The couple attended a 10-week “Model Approach to Partnership in Parenting” class, during which they became more and more eager to take in their first child. “They teach you how to deal with the grieving process, when a child leaves you; how to gain resources for the children; and how to discipline,” he says. (No physical discipline; instead, it’s time-outs and restrictions on privileges.) “We got adequate training and jumped in with both feet.” They brought home their first foster child – a little girl – on Dec. 22, 1989. One month later, two little boys (brothers) joined them. Not only did the Boyles adopt the first child, but friends of theirs adopted the two boys.
“We were ready for something,” says Boyles. “Life has been good to Rita and me, and we wanted to share some of what we had. We don’t need a whole lot, but there are a lot of children who are neglected and abused. We want to extend our help to them.”
The goal of foster care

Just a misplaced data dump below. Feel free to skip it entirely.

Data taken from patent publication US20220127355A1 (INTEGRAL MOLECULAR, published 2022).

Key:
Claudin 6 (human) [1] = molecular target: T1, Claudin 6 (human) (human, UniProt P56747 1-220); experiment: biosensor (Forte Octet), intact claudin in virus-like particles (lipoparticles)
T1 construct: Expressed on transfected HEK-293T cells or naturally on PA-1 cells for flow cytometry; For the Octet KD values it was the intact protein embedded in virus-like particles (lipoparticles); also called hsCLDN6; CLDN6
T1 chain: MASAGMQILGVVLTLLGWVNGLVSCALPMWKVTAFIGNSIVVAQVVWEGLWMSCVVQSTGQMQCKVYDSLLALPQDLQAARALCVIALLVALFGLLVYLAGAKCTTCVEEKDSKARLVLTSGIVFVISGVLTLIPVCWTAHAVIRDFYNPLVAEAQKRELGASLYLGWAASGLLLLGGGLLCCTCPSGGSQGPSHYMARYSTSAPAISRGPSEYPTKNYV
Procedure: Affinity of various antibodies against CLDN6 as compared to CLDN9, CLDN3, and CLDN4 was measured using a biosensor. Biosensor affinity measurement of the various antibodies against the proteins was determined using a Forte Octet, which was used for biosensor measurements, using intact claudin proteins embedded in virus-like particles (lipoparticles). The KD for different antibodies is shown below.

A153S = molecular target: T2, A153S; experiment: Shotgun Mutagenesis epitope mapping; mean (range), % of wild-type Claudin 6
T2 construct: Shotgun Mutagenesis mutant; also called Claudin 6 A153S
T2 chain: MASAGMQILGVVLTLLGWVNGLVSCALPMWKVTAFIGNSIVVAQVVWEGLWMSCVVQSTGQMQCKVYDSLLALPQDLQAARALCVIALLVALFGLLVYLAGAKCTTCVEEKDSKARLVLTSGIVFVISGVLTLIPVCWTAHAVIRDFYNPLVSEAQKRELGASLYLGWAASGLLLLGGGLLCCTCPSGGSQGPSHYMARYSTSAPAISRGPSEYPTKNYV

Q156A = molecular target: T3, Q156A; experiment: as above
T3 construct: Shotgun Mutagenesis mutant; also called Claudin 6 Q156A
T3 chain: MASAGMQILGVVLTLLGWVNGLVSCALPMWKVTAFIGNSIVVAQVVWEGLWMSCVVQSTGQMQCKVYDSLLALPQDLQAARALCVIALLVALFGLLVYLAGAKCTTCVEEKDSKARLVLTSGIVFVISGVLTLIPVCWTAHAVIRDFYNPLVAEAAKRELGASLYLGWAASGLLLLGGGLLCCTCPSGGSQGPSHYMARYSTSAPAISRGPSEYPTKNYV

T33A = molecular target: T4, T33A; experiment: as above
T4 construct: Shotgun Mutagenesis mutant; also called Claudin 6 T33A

Since 1989, roughly 70 more children have followed those three into the Boyles’ house. “We’ve had them for as short as 60 days and as long as three and a half or four years,” says Boyles. The length of time is determined by the child’s case worker and the court, based on the ability of the birth parents to take care of the child. In some cases, the parents lose custody because of abuse or neglect; in other cases, they lose custody simply because they don’t have the wherewithal to support their children. “The goal is that the children be reunited with their parents,” says Boyles. Virtually all kids in foster care remain fiercely supportive of their parents, he adds.